Psychiatric Annals

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Treatment Challenges of Atypical Depression: A Case Report

Heather Greenspan, MD; Asad Hussain, MD; Onyechi Aginah, MD; Padmaja Sajja, BS; Umair Randhawa, BS; Omkar Purohit, BS; M. Haroon Burhanullah, MD


Symptoms such as mood reactivity, hyperphagia, hypersomnia, leaden paralysis, and interpersonal rejection sensitivity are classified as atypical features of a major depressive episode. If these symptoms are concurrent with an episode of hypomania, the patient would be diagnosed with having a depressive episode in the continuum of bipolar II disorder. Because patients may have subsequent depressive episodes for years without any symptoms of hypomania, and because they can function unequivocally within the community due to the nature of the disorder, the diagnosis of a bipolar disorder often gets misclassified as one of a unipolar etiology. Most evidence-based literature states the complexity of this diagnosis due to the subtlety of the presenting symptoms, and it is usually only with a thorough patient history that a clinician can diagnose a patient with bipolar II disorder when the chief complaint is atypical depression.

An integrative approach to classifying the depression in terms of polarity requires the clinician to consider the longitudinal course of the patient’s illness; the tendency for depression to recur; the onset, prominence, and severity of depressive episodes; and whether there is a family history of bipolar disorder. It is essential to distinguish between unipolar and bipolar depression in order to treat current episodes and prevent further depressive episodes. The first-line treatment for unipolar depression with atypical features is monoamine oxidase inhibitors (MAOIs), whereas first-line treatment for bipolar depression is a mood stabilizer that may be augmented with an antidepressant.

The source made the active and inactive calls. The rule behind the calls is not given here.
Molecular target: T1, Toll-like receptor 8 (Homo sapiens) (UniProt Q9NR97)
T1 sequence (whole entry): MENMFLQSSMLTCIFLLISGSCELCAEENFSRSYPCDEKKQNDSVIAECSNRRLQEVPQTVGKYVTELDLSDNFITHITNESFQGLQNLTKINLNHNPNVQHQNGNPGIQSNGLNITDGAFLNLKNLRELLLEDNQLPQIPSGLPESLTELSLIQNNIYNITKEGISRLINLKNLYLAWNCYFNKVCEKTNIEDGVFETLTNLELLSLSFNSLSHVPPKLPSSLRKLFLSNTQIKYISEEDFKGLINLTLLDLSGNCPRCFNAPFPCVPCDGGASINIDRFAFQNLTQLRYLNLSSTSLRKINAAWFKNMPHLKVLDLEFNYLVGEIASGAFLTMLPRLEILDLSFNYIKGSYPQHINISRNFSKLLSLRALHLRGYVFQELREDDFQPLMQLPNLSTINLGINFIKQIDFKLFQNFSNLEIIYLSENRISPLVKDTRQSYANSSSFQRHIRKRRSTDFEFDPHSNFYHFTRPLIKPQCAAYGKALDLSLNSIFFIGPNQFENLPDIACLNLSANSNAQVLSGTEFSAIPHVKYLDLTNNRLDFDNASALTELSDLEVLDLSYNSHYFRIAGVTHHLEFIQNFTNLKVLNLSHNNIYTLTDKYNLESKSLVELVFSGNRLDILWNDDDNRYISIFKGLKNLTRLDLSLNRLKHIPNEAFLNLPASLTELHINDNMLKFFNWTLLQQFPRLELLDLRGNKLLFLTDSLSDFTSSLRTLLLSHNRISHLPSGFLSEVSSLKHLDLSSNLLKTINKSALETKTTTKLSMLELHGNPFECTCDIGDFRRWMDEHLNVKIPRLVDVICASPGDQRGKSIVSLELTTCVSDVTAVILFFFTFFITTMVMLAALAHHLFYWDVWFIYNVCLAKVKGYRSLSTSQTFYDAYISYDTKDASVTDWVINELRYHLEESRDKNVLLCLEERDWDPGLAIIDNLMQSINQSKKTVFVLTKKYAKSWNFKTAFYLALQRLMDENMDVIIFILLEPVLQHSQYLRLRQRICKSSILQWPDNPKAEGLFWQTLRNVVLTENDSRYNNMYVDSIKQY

Case

A 42-year-old white woman carries the diagnoses of panic disorder with agoraphobia and major depressive disorder with atypical features. She has been following up at the out-patient clinic for more than 2 years with stable and baseline depression without suicidal intent or behavior. The patient’s medication had originally been stabilized on sertraline and aripiprazole, which was initiated for augmentation of unipolar depression. However, the patient’s unipolar depression had not improved during the past 2 years, prompting her current psychiatrist to ask further questions to categorize her depressive symptoms with the hope of finding a better treatment plan. The patient had reported some features of atypical depression (hypersomnia, hyperphagia, and mood reactivity) without leaden paralysis.